Series 43


by Francis Dixon
Scripture Portion: James 5:19-20

We should link together the two concluding verses of the Letter of James (verses 19-20) and Galatians 6:1-2. Why? Because both James and Paul were writing about the restoration of a backslider. Two ministries were committed to Peter by the Lord: first, he was to catch men (Luke 5:10); but second, he was to feed the flock (John 21:17). These two ministries are committed to every Christian – the work of soul-saving and the work of soul-shepherding. All of us who belong to the Lord are to seek lost sinners, but we are to be ready also to restore our brothers and sisters when they wander away from Him. Cain once asked, “Am I my brother’s keeper?” (Genesis 4:8-10). As Christians we are just that; we are responsible for our brothers and sisters in Christ. If they fail, fall or backslide we are to be concerned for them and go out after them, to bring them back to the Lord. See how this truth unfolds in James 5:19-20.


1. Those who truly love and belong to the Lord are in danger of backsliding.

It is the easiest possible thing for any of us to backslide. James indicates this when he says, “If one of you should wander from the truth…” This refers to doctrinal error. He also refers to moral conduct when he uses the expression “the error of his way”. When we backslide we stray from the truth, we fail to apply the truth to our lives, and we do not obey the truth; this leads to moral lapse and failure in conduct, and no-one is immune from this danger. We need not backslide, but there is always the danger. Why? Because we have three great enemies who desire our downfall:

  1. (1) The world without. In Galatians 1:4 the world is described as “the present evil age”; we are exhorted to “not love the world” (1 John 2:15); and James 4:4-5 has something to say about this. Demas became worldly – look up 2 Timothy 4:10.
  2. (2) The flesh within. The old Adamic nature is within all of us, and often this ‘old man’ wants expression. Is victory possible? Yes, it is, but we are in constant danger of falling and failing (1 Corinthians 9:26-27). Think of Samson in the lap of Delilah (Judges 16:4-20); and David with Bathsheba – look up 2 Samuel 11:1-5.
  3. (3) The Devil around. He comes as a roaring lion (1 Peter 5:8); an angel of light (2 Corinthians 11:14); he accuses us (Revelation 12:10); he is out for our downfall (Luke 22:31-32); and think of Peter in this connection.


2. The Lord still loves His people when they fail, fall and backslide; they are still His, and He longs for their return to full fellowship.

He has promised never to let us go (John 10:28-29). Our sins grieve Him, but even these do not make Him cast us off (Hosea 14:1-4). We cannot be saved today and lost tomorrow. God does not love our sin and failure, but He still loves us, and that is why He led Paul and James to include these exhortations in their letters – Galatians 6:1-2; James 5:19-20.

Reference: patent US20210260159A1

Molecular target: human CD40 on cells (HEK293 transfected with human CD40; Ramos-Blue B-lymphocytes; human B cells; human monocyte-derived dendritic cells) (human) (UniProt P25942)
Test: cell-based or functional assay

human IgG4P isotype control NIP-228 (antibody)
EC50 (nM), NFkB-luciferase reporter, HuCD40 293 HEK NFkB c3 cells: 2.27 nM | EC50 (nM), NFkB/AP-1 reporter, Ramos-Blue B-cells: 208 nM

3. When a believer backslides it is our responsibility to care for him and to seek his recovery.

This is the burden of James’ message. He is writing about the Christian being concerned for his brother. When a brother in Christ backslides we are not to abandon him, criticise him, talk about him, accuse him, condemn him, ostracise him – we are to go after him and seek to restore him, and in Galatians 6:1-2 we read of some of the qualifications required if we are to be successful in this.


4. The recovery of a backslider needs to be undertaken with love and humility, and by someone who is filled with the Holy Spirit.

Let us introduce Paul’s teaching in Galatians 6:1-2. See how the verses unfold:

  1. (1) We must be specially qualified to do this work. Paul says, “you who are spiritual…” compare Galatians 5:25 and Ephesians 5:18. An unsurrendered, worldly Christian engaging in this work will be clumsy and careless and will do more harm than good.
  2. (2) We must be determined. Notice the words “restore him”; or as James 5:19-20 puts it, “bring him back”. We are not to cold-shoulder the backslider. Our reaction should be, How can I help him?
  3. (3) We must be humble. Notice the word “gently”; it is no good going to the backslider in a holier-than-thou attitude. When Jesus restored Peter it was with a tender look (Luke 22:61); with a loving word (Mark 16:7); and with a gracious question (John 21:15).
  4. (4) We must remember 1 Corinthians 10:12. Notice the words “be careful that you don’t fall”. Our attitude must be, ‘Brother, I am so sorry this has happened…It could have happened to me!’ Before entering upon this ministry of recovery we should read Matthew 7:1-5 and 1 Corinthians 13:1-13.
  5. (5) We must really share our brother’s need. This is what Galatians 6:2 means.


5. When a backslider has been restored, the resultant blessing is enormous.

James tells us in verse 20 that when someone has gone away from the Lord and is brought back, two things happen:-

  1. (1) Very many sins are hidden. That is, when sin is repented of, confessed and forsaken, it is at once covered, blotted out, forgiven and forgotten (Proverbs 28:13). Compare Psalm 32:1; Isaiah 44:22; Isaiah 43:25.
  2. (2) The restored one is saved from death. The ‘death’ referred to cannot mean spiritual death, for the Christian cannot die spiritually (John 5:24; John 11:26). The reference is to physical death. This is very solemn; it is spoken of in 1 Corinthians 11:30-32 and 1 John 5:16-17 – “There is a sin that leads to death” – but no-one needs to commit such a sin, and all sin sincerely confessed and forsaken is forgiven (1 John 1:9).

Let us be concerned, not only to win the lost, but to love, win back and care for the people of God when they wander.